Buying vs. Renting, Which Is Right For You?

To rent or to buy?

It’s the age-old question. And the answer depends on your needs and situation. For some, owning is the best option. But for others, renting is the much smarter choice. That’s why it’s important to know the advantages and disadvantages of renting vs. buying to help you figure out the right answer for you.

Living in a large metropolitan area can be very expensive. The cost of housing can be especially daunting.

One of the toughest financial decisions you will need to consider when moving to a big city is: Should you rent, or should you buy a place to live?

Home ownership is often seen as part of the American dream but in large metro areas the high cost of home prices can be a big deterrent. And increasingly high rental costs are also making it difficult for many families to afford to live in larger cities.

Nationally, it is more affordable to own a home with a mortgage than it is to rent, according to the Urban Institute, a non-profit social and economic policy research think tank.

A median-income family spends 28% of its income to pay the median rent for a 3-bedroom house, according to the research organization. That compares to spending 25% of your income for a monthly mortgage  payment — principal, interest, taxes and insurance — on a median-price home bought with a 30-year fixed rate of 3.97% and  a 3.5% down-payment. That is reduced to 22% of income if you put down a 20% down payment.  (The median is the midpoint value where there are an equal number of values above and below.)

But the affordability equation between renting and owning can vary widely across the country. As interest rates rise, the affordability issue is becoming more of a problem for more cities.

In a new study, the research center found that it is actually more affordable to rent than to own in 16 of the 33 largest metropolitan areas.

The study looked at large metropolitan statistical areas (MSA’s) for home purchase and rental affordability and calculated the “rent gap” – the difference between the cost of owning and renting.

The city with the largest rent gap, or where it is more affordable to rent than to own, is the San Francisco area.

The West Coast city has a whopping rent gap of 43%: A median-income family in the area would spend 80% of its income to pay the monthly mortgage on a median-price home with a 3.5% down payment. That compares to the family spending 37% of its income on the median rent for a 3-bedroom house. The homebuyer would be paying an additional 43% of its income toward housing when compared to a renter.

But even though it is cheaper to rent in San Francisco that does not mean it is still affordable for many people. It just means that a greater portion of your income would be going to housing costs when owning a home than when renting.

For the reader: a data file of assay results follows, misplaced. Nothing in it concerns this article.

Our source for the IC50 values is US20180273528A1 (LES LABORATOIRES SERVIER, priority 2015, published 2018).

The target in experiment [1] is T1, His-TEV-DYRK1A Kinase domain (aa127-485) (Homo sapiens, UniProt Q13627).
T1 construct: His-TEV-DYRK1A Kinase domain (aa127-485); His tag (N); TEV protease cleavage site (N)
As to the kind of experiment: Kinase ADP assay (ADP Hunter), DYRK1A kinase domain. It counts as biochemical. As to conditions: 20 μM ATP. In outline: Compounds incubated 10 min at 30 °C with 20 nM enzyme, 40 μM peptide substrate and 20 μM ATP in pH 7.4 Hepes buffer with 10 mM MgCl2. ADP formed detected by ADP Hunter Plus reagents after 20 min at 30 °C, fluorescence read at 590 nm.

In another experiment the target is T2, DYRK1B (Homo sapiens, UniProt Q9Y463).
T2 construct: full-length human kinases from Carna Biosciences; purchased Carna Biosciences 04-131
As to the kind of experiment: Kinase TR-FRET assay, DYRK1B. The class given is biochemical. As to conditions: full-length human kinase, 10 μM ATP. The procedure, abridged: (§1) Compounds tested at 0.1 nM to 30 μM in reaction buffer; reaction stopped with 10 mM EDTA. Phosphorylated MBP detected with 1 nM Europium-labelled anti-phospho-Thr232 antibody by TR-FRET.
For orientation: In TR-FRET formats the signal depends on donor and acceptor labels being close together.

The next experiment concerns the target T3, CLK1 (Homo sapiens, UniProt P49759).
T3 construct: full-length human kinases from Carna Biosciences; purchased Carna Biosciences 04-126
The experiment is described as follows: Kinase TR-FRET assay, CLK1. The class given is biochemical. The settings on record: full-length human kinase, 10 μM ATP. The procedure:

The median rent for a 3-bedroom house in the area runs $3,450 a month.

The trend is similar in many other large West Coast cities, but not as extreme as in San Francisco.  Here are the 16 metropolitan statistical areas  where it is more affordable to rent than to own, as determined by the Urban Institute’s rent gap calculations:

San Francisco, Calif.: 42.5%
San Jose, Calif.: 19.1%
Seattle, Wash.: 8.6%
San Diego, Calif.: 7.0%
Sacramento, Calif.: 6.5%
Los Angeles, Calif.: 5.0%
Portland, Ore.: 5.0%
Riverside-San Bernardino, Calif.: 4.2%
Las Vegas, Nev.: 2.5%
Phoenix, Ariz.: 1.8%
Baltimore, Md.: 1.7%
Denver, Colo.: 1.5%
Washington, D.C.: 1.5%
St. Louis, Mo: 0.5%
Dallas-Fort Worth, Texas: 0.3%
Charlotte, N.C.: 0.1%

One thing to consider before abandoning the idea of owning a home in one of these areas is that the study does not take into account any tax benefits you would receive from home ownership.

Buying a house is challenging for many people since it can still be difficult to get a mortgage unless you have pristine credit.  Adding to the problem of home ownership affordability is the lack of housing supply

Why rent when you can rent to own with us!

In a typical home purchase, the sale takes place shortly after the offer has been accepted, and the transaction is completed at closing. Since most buyers don’t have the money to pay cash, a mortgage is usually used to finance the purchase: The buyer puts down a certain percentage of the purchase price (the down payment), then pays
the lender in regular installments over a period until the balance is paid off in full.

To qualify for a mortgage; however, potential buyers need to have a good credit
score and cash for a down payment. Without these, purchasing a home in the traditional way may not be an option. There is an alternative: a rent-to-own agreement. When buyers sign this kind of contract, they agree to rent the home for a set amount of time before exercising an option to purchase the property when or before the lease expires.

Here’s how rent to own works, and when it may be a good choice for someone looking to buy a home.

Download how our process works:

Rent to own process

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